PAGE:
With a storyline mirroring that of their unlikely labelmates in No Doubt (!), The Shins awoke from a lengthy hibernation in 2012 — led by a 40-something singer out to reclaim his roots after a much publicized side project. The resulting LP, Port of Morrow, is probably one of the year's best pop albums, albeit a far cry from a "return to form."
Gloss over Zach Braff and zap back a decade or so, and you'll find The Shins in their original incarnation: a spunky jangle-pop troupe from Nowheresville (Albuquerque) making records about listening to records. To those who initially sniffed out the band's 2001 debut Oh, Inverted World, the haunting pop ditties of singer James Mercer sounded like lost gems from indie's canonized Elephant 6 collective — the tribe of cult heroes that included Neutral Milk Hotel, Olivia Tremor Control and The Apples in Stereo.
Already 30 at the time of Inverted's release, Mercer seemed like a good bet to follow in his forefathers' commercially irrelevant footsteps, too. The Shins, for all their sugary hooks and clever wordplay, weren't even in step with the leading indie rock of their day — be it the garage rock revivalism of The White Stripes or the post-post-punk of The Strokes and Interpol.
By the time a doe-eyed Natalie Portman came along with her chunky headphones, however, all bets were off. "This song will change your life," she (in)famously tells a pouting Braff in 2004's Garden State — an endorsement that simultaneously placed The Shins on a pedestal and a chopping block. Gone, apparently, was Mercer's street cred. But as a fine parting gift came success, fame and — notably — continued critical adulation. While Portman had been hawking tracks off Oh, Inverted World, The Shins already had their excellent sophomore album in the can (2003's Chutes Too Narrow), and 2006's Wincing the Night Away indicated only a graceful adjustment to a larger audience.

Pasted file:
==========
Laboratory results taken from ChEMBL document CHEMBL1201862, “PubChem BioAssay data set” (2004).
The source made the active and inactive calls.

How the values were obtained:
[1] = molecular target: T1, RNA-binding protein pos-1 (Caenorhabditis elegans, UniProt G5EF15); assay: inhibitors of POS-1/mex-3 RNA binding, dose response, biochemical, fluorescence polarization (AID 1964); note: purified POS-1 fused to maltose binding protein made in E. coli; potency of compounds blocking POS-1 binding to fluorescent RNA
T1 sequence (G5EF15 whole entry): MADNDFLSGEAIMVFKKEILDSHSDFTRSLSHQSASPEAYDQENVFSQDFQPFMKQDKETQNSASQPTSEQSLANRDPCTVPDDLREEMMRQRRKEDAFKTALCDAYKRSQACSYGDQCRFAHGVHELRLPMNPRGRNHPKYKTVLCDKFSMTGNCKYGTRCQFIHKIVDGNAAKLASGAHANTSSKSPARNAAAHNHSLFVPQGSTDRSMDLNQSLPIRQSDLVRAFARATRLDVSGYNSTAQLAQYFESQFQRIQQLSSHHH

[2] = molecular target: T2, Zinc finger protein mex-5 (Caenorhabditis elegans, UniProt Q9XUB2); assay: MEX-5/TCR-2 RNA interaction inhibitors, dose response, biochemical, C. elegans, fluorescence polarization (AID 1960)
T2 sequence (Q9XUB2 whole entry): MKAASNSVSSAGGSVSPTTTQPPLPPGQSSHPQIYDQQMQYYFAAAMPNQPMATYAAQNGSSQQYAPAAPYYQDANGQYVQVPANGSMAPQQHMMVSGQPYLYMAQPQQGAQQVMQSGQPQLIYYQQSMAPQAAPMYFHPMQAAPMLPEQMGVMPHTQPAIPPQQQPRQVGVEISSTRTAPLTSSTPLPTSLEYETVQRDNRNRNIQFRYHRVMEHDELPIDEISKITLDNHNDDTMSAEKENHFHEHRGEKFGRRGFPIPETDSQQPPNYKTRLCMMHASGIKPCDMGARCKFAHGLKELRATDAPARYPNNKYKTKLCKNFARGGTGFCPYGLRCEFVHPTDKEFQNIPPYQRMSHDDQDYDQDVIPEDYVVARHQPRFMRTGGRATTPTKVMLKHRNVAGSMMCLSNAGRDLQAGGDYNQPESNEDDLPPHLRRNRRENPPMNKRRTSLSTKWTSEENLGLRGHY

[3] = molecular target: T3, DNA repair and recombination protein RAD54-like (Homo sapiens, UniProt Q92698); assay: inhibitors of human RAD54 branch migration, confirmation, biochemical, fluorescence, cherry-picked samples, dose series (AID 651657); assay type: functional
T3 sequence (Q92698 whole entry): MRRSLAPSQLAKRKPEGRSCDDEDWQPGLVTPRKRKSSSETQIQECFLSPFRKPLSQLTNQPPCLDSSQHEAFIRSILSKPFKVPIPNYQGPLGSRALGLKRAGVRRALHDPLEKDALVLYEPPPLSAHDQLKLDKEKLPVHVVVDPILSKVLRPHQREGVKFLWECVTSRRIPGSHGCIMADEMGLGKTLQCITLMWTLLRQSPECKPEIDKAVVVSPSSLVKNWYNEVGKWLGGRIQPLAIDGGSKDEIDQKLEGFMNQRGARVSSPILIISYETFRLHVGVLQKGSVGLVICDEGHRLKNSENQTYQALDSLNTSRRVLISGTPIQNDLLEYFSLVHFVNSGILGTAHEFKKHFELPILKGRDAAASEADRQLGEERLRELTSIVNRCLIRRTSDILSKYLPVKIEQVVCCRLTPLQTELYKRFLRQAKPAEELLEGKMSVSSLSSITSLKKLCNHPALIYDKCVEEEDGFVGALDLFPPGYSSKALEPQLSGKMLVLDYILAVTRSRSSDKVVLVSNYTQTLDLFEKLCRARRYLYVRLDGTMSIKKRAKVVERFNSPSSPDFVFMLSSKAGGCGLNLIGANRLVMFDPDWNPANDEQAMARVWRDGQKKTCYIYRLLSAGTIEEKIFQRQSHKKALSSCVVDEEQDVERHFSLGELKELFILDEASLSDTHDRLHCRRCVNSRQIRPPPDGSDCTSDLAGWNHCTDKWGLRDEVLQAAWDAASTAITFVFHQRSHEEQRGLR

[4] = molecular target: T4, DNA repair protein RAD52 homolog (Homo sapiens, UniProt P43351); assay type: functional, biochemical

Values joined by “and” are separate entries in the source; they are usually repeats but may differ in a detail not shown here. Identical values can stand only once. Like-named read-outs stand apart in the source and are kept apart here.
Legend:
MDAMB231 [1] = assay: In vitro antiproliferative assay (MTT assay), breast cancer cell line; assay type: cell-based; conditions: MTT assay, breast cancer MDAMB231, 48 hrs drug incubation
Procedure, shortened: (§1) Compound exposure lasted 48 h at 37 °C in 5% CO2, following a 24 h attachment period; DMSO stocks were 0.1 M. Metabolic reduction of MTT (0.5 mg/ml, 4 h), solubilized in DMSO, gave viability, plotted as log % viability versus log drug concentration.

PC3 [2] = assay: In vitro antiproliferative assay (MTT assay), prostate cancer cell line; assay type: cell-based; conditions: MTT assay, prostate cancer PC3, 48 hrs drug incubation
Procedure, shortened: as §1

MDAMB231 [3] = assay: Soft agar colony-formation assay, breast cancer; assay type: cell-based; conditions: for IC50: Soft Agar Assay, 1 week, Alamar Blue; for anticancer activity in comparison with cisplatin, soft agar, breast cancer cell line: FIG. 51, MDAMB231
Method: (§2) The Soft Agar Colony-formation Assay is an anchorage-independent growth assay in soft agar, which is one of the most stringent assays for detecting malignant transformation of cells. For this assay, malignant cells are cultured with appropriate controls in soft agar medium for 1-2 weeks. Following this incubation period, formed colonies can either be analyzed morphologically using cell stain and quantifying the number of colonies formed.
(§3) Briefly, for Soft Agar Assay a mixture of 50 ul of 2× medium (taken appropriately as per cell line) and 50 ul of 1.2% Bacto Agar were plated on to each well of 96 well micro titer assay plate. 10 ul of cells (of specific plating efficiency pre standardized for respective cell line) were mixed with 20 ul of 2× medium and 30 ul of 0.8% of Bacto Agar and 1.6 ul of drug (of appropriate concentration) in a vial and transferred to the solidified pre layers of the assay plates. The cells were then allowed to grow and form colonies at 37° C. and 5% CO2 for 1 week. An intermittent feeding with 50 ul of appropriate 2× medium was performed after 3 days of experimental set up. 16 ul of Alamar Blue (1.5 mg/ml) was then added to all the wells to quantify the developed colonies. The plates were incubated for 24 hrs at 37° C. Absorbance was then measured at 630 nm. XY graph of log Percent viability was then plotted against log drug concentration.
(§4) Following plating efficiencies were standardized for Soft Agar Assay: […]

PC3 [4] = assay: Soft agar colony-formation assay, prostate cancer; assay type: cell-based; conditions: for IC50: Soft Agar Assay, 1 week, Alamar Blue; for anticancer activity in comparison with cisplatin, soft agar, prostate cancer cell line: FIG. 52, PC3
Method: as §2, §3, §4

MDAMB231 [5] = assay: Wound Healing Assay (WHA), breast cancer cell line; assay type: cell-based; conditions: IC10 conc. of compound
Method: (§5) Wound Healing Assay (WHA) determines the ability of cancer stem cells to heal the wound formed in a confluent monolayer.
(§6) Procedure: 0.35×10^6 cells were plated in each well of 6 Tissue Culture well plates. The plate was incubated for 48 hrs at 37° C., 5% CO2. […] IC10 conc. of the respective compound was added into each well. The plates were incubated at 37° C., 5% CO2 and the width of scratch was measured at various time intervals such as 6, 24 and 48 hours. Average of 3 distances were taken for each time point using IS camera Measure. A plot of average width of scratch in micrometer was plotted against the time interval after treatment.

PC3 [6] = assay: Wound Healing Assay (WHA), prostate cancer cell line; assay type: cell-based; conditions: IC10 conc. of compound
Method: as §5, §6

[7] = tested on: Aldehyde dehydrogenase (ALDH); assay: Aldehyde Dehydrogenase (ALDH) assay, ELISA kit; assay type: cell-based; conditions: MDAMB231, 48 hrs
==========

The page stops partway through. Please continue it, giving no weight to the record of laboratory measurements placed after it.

Silence followed for a bit, until a 40-year-old Mercer — perhaps in midlife-crisis mode — re-emerged as the latest musical cohort of the prolific Danger Mouse in 2010, releasing the funky but not entirely satisfying Broken Bells album.
Fans wondered if The Shins' ship had sailed for good. But as it turned out — despite Mercer's penchant for swapping out the band's lineup — the band was alive and well. Sure, some tunes on Port of Morrow now recall the radio spit-shine of Tom Petty and Steve Miller more than the fuzziness of, say, The Feelies. But the single "It's Only Life" may be one of the best indie-pop epics since The Feelies' Glenn Mercer (no relation) penned a tune by the same name 25 years ago. ... Can't really say it'll change your life, though.